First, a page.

3) Quest based advancement and excessive solo friendliness. When you are constantly running from A to B, and working on a giant “to do list” of quests, you are too busy to talk to people you encounter along the way. Also, you don’t even need to build social relationships when you can easily solo a game to level cap. Heck, in most MMOs nowadays soloing is BETTER and FASTER. I am not a fan of forced grouping, but when soloing is the superior way to play I think there’s a problem. Quest heavy advancement plays a huge role in this. Ok, I better stop myself… my full rant on that issue is here:

    4) Frenetic gameplay with little or no downtime. I understand why people don’t like downtime, but sometimes players are their own worst enemy. Downtime is when people actually tend to engage in socialization. A 1 minute pause between battles often means 1 minute of chatting. Sure, some people will just tab out to a web page or whatever, but a lot of people will use that time to actually communicate (and maybe RP) with others.

    There are more reasons of course, but I think those are some of the big ones. #1 is probably the biggest, because an environment that is not RP friendly will eventually scare off roleplayers. Further, it allows “RP haters” free reign to flame, ridicule and chase off anyone who tries to RP.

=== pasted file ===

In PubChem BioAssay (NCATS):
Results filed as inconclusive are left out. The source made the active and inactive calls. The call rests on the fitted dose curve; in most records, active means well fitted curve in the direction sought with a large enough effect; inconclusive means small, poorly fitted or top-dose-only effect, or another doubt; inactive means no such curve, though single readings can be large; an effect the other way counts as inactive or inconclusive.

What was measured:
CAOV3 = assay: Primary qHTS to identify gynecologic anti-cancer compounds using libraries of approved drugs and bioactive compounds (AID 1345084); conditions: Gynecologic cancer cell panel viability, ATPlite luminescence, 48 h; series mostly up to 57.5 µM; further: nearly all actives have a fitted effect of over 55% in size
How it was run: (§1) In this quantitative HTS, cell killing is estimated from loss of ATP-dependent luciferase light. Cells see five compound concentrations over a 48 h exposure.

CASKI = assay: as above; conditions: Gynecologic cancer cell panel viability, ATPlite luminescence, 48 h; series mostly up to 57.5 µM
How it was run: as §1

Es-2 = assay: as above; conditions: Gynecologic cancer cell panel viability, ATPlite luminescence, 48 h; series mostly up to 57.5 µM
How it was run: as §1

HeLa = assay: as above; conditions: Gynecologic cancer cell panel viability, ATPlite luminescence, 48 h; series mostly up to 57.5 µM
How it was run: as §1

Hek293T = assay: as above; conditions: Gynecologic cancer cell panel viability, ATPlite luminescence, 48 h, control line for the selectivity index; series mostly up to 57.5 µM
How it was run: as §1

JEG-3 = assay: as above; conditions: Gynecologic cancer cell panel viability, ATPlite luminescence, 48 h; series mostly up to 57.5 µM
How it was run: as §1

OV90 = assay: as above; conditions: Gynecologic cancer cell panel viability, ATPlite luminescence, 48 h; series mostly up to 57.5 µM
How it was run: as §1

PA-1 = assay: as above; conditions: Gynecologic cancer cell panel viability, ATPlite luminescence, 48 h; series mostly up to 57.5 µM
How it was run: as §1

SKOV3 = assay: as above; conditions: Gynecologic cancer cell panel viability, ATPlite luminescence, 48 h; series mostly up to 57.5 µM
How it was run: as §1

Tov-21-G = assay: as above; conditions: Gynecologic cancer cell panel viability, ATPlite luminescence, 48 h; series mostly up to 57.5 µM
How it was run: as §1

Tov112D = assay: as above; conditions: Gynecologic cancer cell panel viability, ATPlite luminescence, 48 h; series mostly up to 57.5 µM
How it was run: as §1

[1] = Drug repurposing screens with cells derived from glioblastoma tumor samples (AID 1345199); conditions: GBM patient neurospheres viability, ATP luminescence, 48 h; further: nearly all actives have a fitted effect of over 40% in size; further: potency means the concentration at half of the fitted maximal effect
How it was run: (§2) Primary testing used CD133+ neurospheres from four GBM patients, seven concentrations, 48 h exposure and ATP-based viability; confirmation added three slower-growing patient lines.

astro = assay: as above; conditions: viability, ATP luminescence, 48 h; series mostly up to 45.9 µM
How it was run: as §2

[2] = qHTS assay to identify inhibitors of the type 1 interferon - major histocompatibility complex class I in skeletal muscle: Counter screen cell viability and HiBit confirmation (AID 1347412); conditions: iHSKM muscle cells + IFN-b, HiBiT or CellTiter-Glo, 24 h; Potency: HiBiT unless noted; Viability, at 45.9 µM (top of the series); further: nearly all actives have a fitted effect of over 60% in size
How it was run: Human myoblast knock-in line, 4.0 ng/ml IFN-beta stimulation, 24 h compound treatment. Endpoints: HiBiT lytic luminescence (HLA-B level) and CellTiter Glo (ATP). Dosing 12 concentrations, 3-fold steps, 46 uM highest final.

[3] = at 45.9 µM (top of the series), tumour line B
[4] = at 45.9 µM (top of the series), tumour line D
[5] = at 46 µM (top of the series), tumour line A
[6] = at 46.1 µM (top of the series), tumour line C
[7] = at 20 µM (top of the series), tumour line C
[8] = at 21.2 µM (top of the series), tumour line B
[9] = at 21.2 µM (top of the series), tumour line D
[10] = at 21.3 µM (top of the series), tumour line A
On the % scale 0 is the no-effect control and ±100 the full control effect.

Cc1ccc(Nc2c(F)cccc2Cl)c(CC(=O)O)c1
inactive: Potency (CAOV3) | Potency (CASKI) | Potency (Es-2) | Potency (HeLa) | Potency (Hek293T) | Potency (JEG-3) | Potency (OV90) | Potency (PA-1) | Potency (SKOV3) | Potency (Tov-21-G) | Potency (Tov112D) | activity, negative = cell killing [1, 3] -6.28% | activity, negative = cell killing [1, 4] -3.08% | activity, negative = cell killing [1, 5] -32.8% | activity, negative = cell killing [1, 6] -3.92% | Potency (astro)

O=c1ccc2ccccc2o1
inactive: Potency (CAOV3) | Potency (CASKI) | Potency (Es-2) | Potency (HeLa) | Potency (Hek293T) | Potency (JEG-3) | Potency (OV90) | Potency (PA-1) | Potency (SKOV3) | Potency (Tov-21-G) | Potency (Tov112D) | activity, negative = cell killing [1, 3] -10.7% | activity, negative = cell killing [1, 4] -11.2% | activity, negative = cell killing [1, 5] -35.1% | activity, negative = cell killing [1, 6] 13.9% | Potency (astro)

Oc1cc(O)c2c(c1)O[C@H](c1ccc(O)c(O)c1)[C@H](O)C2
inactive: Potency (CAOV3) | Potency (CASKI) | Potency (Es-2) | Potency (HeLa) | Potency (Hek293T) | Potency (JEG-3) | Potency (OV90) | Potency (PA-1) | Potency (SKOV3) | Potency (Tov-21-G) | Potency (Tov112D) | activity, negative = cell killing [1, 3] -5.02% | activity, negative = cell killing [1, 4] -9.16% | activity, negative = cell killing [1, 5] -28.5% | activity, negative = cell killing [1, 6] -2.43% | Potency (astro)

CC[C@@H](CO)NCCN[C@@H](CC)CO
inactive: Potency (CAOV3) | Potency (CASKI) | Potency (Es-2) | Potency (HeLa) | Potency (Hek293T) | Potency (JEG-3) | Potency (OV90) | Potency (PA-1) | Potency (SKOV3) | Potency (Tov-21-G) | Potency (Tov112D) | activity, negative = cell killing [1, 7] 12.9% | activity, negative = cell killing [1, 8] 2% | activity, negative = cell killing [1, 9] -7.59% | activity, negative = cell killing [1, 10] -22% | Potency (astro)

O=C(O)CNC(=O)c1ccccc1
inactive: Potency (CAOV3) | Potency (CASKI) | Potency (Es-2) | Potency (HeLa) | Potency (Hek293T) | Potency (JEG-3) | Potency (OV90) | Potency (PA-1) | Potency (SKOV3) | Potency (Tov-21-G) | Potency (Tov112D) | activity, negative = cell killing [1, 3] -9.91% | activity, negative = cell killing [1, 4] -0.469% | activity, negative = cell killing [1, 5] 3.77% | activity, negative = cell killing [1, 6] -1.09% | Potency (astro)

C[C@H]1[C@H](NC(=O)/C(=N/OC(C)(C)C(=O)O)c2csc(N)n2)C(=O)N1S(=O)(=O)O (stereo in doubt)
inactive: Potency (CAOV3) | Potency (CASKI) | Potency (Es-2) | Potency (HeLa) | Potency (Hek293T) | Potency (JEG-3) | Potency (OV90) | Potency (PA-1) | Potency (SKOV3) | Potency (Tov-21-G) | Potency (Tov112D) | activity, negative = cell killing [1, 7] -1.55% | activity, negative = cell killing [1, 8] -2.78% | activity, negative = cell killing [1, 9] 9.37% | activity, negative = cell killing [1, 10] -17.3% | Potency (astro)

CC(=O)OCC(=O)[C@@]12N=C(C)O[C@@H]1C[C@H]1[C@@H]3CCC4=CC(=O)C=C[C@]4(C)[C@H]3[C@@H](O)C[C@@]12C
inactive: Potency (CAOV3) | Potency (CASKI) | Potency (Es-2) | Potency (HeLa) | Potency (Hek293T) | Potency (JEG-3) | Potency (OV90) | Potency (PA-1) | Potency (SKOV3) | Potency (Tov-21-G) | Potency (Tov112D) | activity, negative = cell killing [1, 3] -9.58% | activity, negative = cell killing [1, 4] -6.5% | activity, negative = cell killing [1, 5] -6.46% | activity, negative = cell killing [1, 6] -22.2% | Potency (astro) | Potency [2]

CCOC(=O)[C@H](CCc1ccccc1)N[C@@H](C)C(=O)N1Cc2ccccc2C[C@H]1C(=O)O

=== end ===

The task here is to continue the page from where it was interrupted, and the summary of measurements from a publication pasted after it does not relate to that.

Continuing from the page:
Comment by Muckbeast — 4 August, 2009 @ 11:07 AM

  25. I agree with you on 2, 3, and 4. Actually, one of my favorite games that I’ve played for a decade is a text MUD called NetherWorld. It’s existed for 15 years, and never ever had more than 20 or 30 players. The thing that keeps me coming back is actually the amazing degree of automation allowed in text MUDs (and this one in particular). You have to ‘explore’ manually or else you don’t know what you’re doing, but once you learn an area you can basically program a few simple triggers (e.g. if ‘You killed the rat!’ you can have it type ‘kill rat’ to attack the next one). The game supports this by having plenty of tracking skills that return text for more triggers to work off of (i.e. if you use ‘hunt rat’ it says ‘You sense a rat to the north!’ and then you have your triggers ‘go north; kill rat).

    Why am I bothering to explain all this? Well mainly because the game has a perfect mix of player control (exploring, equipment choices, etc) and automating the grind. While the grind still takes time, you can pretty much ‘turn off’ battle text and sit around chatting the entire time. Some of the more advanced skills play off this, requiring you to pay attention and enter specific commands to deal extra damage or fight better, allowing players who don’t want to chat to turn that energy into combat bonuses.